Like it or not, cryptocurrency is here to stay – The Spectator
Public Affairs, pp. 496, £25
There was a time when you could read a book to keep up to date about a subject. Well, that’s over. If a week is a long time in politics, in crypto it’s like a geological period. By the time a book on crypto hits the shelves it needs to be in the ancient history section.
The Cryptopians is an attempt to sum up ‘the first big cryptocurrency craze’ by Laura Shin, a financial journalist who writes for Forbes and who has a successful crypto podcast. Its scope is the first decade of crypto, from the creation of Bitcoin to the current frenzy of DeFi (Decentralised Finance) and NFTs. But the core of the book is the story of Ethereum and its coin ether, the number two crypto in terms of market cap, and arguably more important than Bitcoin because of its smart contract functionality that has sired DeFi and jpegs of rocks selling for millions. The standard line in crypto propaganda is that Bitcoin is digital gold whereas Ethereum is digital oil.
Vitalik Buterin, the Russian-Canadian wunderkind behind Ethereum, gets an intensive bio, and Shin also focuses on the infamous 2016 hack of Ethereum’s DAO (Decentralised Autonomous Organisation) that resulted in some £50 million of ether being stolen (worth billions at today’s price), so The Cryptopians has a whodunnit thread running through it.
Shin covers much of the same ground as Matthew Leising’s Out of the Ether, published last year. Her conclusion about the DAO culprit (not named in the book but revealed in a subsequent Forbes article) is different to Leising’s – as is her style. So many lazy, hasty cash-in works are produced by journalists that I salute Shin for her thoroughness. But that’s also the short-coming here. Everything is so relentlessly referenced and corroborated that the result feels more like a geeky archive than an entertainment, and the general reader hoping for a clear introduction to the subject may get bogged down early on.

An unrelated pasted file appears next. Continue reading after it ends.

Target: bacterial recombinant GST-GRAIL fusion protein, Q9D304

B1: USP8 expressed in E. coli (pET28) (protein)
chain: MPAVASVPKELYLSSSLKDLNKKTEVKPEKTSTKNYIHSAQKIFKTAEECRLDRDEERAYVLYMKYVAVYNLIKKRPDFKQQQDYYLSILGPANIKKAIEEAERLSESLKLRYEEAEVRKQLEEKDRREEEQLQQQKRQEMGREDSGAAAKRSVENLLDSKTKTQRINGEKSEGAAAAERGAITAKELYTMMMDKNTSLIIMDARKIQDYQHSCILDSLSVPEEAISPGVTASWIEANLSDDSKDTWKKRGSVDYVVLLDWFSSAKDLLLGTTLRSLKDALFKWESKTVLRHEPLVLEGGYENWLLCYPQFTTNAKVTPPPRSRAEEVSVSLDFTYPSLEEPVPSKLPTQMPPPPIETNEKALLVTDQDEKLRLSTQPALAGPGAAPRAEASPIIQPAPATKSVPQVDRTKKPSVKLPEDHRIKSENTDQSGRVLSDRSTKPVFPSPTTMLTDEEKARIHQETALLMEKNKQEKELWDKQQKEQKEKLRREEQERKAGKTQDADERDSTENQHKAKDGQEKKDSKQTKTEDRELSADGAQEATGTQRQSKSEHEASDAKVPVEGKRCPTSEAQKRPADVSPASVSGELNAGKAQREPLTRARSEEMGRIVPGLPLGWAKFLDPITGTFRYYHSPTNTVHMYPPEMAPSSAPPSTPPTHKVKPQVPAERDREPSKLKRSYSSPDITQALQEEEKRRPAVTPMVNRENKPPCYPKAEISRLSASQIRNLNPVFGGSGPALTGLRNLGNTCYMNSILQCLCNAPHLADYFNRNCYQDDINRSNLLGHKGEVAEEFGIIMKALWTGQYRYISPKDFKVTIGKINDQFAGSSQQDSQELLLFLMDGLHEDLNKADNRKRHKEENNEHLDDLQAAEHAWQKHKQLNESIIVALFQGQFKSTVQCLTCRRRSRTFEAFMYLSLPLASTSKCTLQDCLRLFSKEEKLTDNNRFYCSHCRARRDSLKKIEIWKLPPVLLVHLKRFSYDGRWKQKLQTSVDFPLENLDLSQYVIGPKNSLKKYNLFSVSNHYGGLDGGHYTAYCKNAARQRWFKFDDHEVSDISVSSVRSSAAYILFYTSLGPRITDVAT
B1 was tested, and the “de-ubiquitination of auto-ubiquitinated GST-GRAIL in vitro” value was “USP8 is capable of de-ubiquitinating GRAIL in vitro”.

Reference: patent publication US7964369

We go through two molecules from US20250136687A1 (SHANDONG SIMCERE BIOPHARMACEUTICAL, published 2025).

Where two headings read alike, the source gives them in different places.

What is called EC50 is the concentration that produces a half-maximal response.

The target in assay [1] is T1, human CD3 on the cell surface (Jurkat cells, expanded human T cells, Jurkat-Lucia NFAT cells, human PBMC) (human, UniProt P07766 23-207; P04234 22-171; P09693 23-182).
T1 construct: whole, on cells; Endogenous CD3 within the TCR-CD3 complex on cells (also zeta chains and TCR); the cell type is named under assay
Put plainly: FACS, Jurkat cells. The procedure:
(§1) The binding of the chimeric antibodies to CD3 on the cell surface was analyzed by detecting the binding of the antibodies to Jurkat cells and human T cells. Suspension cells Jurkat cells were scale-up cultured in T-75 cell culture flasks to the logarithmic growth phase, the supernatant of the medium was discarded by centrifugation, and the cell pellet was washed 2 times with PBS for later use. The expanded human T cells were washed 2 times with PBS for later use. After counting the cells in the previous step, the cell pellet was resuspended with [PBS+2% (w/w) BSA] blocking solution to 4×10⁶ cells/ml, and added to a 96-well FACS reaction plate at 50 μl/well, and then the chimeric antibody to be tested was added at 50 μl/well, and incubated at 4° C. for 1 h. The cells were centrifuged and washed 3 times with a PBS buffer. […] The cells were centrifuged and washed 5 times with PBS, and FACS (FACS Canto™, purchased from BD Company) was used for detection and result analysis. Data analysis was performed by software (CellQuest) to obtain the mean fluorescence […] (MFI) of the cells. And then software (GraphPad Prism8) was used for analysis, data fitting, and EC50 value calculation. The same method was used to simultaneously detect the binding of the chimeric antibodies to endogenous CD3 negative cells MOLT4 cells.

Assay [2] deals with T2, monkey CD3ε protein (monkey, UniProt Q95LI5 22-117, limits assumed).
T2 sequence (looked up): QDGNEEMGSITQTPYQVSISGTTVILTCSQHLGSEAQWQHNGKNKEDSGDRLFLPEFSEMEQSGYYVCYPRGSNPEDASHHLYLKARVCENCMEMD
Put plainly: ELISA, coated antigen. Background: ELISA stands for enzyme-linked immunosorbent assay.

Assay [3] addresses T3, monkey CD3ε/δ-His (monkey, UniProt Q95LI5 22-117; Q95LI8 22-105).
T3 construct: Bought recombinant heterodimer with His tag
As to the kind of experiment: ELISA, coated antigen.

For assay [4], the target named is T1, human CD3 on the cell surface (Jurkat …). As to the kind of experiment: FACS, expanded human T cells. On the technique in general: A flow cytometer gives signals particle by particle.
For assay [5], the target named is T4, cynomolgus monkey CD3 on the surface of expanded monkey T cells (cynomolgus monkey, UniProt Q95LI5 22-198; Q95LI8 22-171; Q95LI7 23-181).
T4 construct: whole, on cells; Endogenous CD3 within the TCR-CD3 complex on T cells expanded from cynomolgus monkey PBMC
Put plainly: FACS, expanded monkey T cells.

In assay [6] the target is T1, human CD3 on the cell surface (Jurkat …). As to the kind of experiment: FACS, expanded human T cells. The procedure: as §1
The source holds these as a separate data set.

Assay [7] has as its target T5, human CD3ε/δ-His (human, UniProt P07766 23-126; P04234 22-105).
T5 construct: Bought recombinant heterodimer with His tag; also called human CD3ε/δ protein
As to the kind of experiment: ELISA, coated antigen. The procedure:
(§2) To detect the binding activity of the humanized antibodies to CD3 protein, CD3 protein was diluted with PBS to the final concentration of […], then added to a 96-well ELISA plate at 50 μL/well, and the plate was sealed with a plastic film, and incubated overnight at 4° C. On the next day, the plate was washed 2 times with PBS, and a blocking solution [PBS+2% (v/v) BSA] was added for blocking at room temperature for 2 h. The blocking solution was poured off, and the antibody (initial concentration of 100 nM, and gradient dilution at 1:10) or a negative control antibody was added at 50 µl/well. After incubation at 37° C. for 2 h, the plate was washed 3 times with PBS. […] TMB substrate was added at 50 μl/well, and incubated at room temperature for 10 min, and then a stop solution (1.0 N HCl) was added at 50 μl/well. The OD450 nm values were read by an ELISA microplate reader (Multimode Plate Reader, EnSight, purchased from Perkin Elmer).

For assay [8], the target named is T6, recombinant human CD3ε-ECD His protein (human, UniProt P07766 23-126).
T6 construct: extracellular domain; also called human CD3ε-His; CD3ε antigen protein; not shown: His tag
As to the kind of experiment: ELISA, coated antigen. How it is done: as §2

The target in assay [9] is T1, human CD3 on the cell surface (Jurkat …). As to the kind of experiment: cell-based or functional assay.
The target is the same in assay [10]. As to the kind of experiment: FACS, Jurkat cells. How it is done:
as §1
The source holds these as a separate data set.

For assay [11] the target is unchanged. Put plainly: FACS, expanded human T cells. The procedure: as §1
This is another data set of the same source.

Shin does have some amusing, behind-the-scenes insights: that for all the utopian, messianic, power-to-the-people rhetoric about the good that crypto can do (and that hallelujah chorus still echoes around), crypto is finally people. And Jean-Paul Sartre’s observation on hell holds true. Buterin’s generation is the first of the laptop nomads, individuals who can work anywhere there is a reliable internet. Ethereum was built by dozens of devs working in different continents, though they might just as well have been crammed into tiny cubicles on an industrial estate in Slough, as the squabbling and back-stabbing was the same. But page after page about petty bickering eventually becomes tiresome.
It’s no surprise to learn that Charles Hoskinson, one of the founders of Ethereum and the force behind ‘Ethereum-killer’ Cardano (another top ten crypto) is an arsehole. Anyone who’s watched one of his countless YouTube videos would have guessed that, but it’s nice to have the evidence meticulously laid out by Shin, so that if you’re challenged on that opinion you can quote chapter and verse.
Since their inception Bitcoin, Ethereum and their epigoni have been dismissed as a scam, a ponzi, a bubble, a fad, tulips. But however you regard them – as an asset, a commodity, a currency, a store of value, a bank, a security or a hybrid of these things – they’re now here to stay. Ask a banker.
The sales talk is exaggerated of course. DeFi is not truly decentralised: ‘less centralised’ or ‘hard to spot the centre’ would be a more accurate description. The ‘avant-garde’ of DeFi is creating options so weird and complicated that it’s like particle physics (certainly beyond my understanding) and much of it will probably end in tears. It’s a pity Tom Wolfe isn’t around to chronicle all this. He’d have relished it and served up something spectacular.
The popular crypto slogan of ‘be your own bank’ is not a burden everyone wants to take up. While crypto can’t be a panacea or cornucopia, it does offer a more egalitarian access to financial services (as long as you have an internet connection). If your dodgy government or state collapses, you can just walk out with your capital in your pocket. Indeed if you’re confident enough, you can keep the details of your account in your memory.
Shin ends her book looking forward to the ‘second big cryptocurrency craze’. It’s a neat line to close with, but I suspect she’s too savvy to regard what’s going on today as a craze. We’re beyond that. Whether it’s gaming, sport, art or finance, crypto has already staked its territory. CoinMarketCap now lists more than 18,000 cryptos. Almost all will be gone or dormant in a few years, but the world has changed. The new billionaires wear hoodies (and not even designer ones).